The origin and utility of recombinant DNA, Paul Berg
Interviewee: Paul Berg. Paul Berg discusses the usefulness of recombinant DNA to isolate and study genes. (DNAi Location: Manipulation > Revolution > Players > Paul Berg > Why recombinant DNA is useful)
And that is the critical step, the recognition that you could take a complex mixture of a million different pieces of DNA and separate them physically one from another by putting them into a bacterial cell and allow the bacteria to amplify them. That's the origin of recombinant DNA, the real utility of recombinant DNA was the ability to cut pieces of DNA up with restriction enzymes, join them to a plasmid, put them into a bacterium and then separate the bacteria so you had different pieces of DNA.
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Paul Berg talks about why experiments with recombinant DNA set off a firestorm of controversy, including a moratorium on further experimentation with rDNA.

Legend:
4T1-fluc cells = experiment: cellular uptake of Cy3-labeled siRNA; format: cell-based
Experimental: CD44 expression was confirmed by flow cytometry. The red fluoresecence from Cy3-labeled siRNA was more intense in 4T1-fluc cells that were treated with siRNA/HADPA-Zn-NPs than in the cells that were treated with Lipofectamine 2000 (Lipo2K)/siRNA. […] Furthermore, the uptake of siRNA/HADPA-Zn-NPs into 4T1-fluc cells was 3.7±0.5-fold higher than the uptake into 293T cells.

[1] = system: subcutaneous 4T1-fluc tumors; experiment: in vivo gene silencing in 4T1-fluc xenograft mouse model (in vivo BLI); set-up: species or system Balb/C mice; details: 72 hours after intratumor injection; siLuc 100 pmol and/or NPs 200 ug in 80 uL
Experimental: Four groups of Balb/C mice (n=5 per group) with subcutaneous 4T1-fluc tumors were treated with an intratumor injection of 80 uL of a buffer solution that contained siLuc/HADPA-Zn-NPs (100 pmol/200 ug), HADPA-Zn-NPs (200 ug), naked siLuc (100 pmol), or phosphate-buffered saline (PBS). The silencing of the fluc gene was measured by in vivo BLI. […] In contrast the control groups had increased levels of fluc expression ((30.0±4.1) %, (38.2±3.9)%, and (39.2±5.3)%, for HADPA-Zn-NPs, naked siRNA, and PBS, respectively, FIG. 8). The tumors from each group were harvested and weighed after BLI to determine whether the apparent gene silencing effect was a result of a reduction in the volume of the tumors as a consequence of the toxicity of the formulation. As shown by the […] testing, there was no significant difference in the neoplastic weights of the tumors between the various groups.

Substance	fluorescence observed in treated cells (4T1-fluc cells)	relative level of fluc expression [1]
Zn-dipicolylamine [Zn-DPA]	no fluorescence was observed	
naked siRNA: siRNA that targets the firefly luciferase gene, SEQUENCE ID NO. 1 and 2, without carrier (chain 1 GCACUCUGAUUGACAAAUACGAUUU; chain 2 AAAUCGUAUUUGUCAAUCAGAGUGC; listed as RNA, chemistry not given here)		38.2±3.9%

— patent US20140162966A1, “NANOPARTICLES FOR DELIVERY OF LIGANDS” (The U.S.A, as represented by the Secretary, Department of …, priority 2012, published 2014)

Paul Berg speaks about Herbert Boyer's research into the process by which an organism, such as a bacterium, can recognize and destroy foreign DNA.
Paul Berg speaks about his student Janet Mertz's experiment to make the first recombinant DNA molecule.
Paul Berg's student, Janet Mertz, planned an experiment that would recombine DNA from a monkey virus with DNA from a bacterium that lives in the human gut. Berg describes colleague Bob Pollack's outrage at this.
Paul Berg talks about possible dangers of recombinant DNA.
Paul Berg recollects his reaction to his colleague Bob Pollack's opposition to experimentation with recombinant DNA.
Robert Horsch explains the mechanism by which agrobacterium delivers its DNA "parcel."
Paul Berg talks about cohesive (sticky) ends and their significance in genetic engineering.
Genetic engineering: inserting new DNA into a plasmid vector.
In 1974, scientists in the field of recombinant DNA drafted a letter calling upon "scientists throughout the world" to suspend certain types of studies until hazards could be assessed. Paul Berg talks about the "Moratorium Letter."